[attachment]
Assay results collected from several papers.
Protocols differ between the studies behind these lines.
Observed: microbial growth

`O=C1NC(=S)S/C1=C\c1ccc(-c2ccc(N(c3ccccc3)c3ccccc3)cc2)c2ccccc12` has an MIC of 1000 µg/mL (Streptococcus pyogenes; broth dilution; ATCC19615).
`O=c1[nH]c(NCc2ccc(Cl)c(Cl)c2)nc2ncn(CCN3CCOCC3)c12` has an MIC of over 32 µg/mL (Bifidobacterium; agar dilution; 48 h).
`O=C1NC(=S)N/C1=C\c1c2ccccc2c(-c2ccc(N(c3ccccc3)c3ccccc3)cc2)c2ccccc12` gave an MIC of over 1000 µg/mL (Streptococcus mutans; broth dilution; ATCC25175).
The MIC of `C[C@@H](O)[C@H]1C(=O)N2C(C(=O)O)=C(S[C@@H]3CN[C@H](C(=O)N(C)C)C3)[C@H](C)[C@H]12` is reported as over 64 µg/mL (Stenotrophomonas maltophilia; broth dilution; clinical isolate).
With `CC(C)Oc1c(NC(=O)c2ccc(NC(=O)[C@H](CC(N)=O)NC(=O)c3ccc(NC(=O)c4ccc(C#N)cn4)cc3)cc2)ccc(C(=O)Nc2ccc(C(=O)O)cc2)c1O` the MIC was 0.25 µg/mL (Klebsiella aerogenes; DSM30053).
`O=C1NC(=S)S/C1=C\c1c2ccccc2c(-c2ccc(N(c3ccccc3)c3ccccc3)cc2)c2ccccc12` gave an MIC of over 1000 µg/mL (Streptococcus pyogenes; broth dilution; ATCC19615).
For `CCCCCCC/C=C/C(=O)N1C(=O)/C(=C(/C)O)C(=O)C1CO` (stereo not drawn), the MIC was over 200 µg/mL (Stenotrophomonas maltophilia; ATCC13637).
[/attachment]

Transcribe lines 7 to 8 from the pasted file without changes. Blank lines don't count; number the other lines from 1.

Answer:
The MIC of `C[C@@H](O)[C@H]1C(=O)N2C(C(=O)O)=C(S[C@@H]3CN[C@H](C(=O)N(C)C)C3)[C@H](C)[C@H]12` is reported as over 64 µg/mL (Stenotrophomonas maltophilia; broth dilution; clinical isolate).
With `CC(C)Oc1c(NC(=O)c2ccc(NC(=O)[C@H](CC(N)=O)NC(=O)c3ccc(NC(=O)c4ccc(C#N)cn4)cc3)cc2)ccc(C(=O)Nc2ccc(C(=O)O)cc2)c1O` the MIC was 0.25 µg/mL (Klebsiella aerogenes; DSM30053).